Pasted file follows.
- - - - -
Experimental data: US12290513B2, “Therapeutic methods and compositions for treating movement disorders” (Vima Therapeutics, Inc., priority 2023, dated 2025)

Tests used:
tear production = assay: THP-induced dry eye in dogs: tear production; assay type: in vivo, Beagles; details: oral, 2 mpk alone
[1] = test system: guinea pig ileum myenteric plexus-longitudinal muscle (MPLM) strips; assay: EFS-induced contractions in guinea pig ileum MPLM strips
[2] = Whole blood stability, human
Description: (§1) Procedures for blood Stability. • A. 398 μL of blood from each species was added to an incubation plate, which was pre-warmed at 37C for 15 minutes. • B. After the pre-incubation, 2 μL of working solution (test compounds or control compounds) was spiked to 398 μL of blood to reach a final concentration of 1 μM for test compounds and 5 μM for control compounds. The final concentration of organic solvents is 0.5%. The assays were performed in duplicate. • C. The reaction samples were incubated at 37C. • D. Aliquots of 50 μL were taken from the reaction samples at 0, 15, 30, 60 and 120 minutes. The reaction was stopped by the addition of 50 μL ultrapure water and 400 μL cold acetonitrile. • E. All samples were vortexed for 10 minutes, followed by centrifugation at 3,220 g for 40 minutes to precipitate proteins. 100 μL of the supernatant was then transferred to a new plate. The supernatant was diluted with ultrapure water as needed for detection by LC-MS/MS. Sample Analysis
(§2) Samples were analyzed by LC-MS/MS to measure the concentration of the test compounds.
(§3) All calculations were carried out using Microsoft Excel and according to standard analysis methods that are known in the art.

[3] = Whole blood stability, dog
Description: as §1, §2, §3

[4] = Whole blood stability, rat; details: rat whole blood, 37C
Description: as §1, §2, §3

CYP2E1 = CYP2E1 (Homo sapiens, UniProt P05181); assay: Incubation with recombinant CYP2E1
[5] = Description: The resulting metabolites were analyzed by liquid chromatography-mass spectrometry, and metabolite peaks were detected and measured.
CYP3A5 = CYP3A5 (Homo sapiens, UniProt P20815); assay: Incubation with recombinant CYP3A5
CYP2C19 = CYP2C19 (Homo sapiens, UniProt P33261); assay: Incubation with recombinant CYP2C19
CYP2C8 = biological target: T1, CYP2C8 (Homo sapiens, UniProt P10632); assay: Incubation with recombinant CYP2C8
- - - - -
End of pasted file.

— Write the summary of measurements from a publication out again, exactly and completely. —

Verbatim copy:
Experimental data: US12290513B2, “Therapeutic methods and compositions for treating movement disorders” (Vima Therapeutics, Inc., priority 2023, dated 2025)

Tests used:
tear production = assay: THP-induced dry eye in dogs: tear production; assay type: in vivo, Beagles; details: oral, 2 mpk alone
[1] = test system: guinea pig ileum myenteric plexus-longitudinal muscle (MPLM) strips; assay: EFS-induced contractions in guinea pig ileum MPLM strips
[2] = Whole blood stability, human
Description: (§1) Procedures for blood Stability. • A. 398 μL of blood from each species was added to an incubation plate, which was pre-warmed at 37C for 15 minutes. • B. After the pre-incubation, 2 μL of working solution (test compounds or control compounds) was spiked to 398 μL of blood to reach a final concentration of 1 μM for test compounds and 5 μM for control compounds. The final concentration of organic solvents is 0.5%. The assays were performed in duplicate. • C. The reaction samples were incubated at 37C. • D. Aliquots of 50 μL were taken from the reaction samples at 0, 15, 30, 60 and 120 minutes. The reaction was stopped by the addition of 50 μL ultrapure water and 400 μL cold acetonitrile. • E. All samples were vortexed for 10 minutes, followed by centrifugation at 3,220 g for 40 minutes to precipitate proteins. 100 μL of the supernatant was then transferred to a new plate. The supernatant was diluted with ultrapure water as needed for detection by LC-MS/MS. Sample Analysis
(§2) Samples were analyzed by LC-MS/MS to measure the concentration of the test compounds.
(§3) All calculations were carried out using Microsoft Excel and according to standard analysis methods that are known in the art.

[3] = Whole blood stability, dog
Description: as §1, §2, §3

[4] = Whole blood stability, rat; details: rat whole blood, 37C
Description: as §1, §2, §3

CYP2E1 = CYP2E1 (Homo sapiens, UniProt P05181); assay: Incubation with recombinant CYP2E1
[5] = Description: The resulting metabolites were analyzed by liquid chromatography-mass spectrometry, and metabolite peaks were detected and measured.
CYP3A5 = CYP3A5 (Homo sapiens, UniProt P20815); assay: Incubation with recombinant CYP3A5
CYP2C19 = CYP2C19 (Homo sapiens, UniProt P33261); assay: Incubation with recombinant CYP2C19
CYP2C8 = biological target: T1, CYP2C8 (Homo sapiens, UniProt P10632); assay: Incubation with recombinant CYP2C8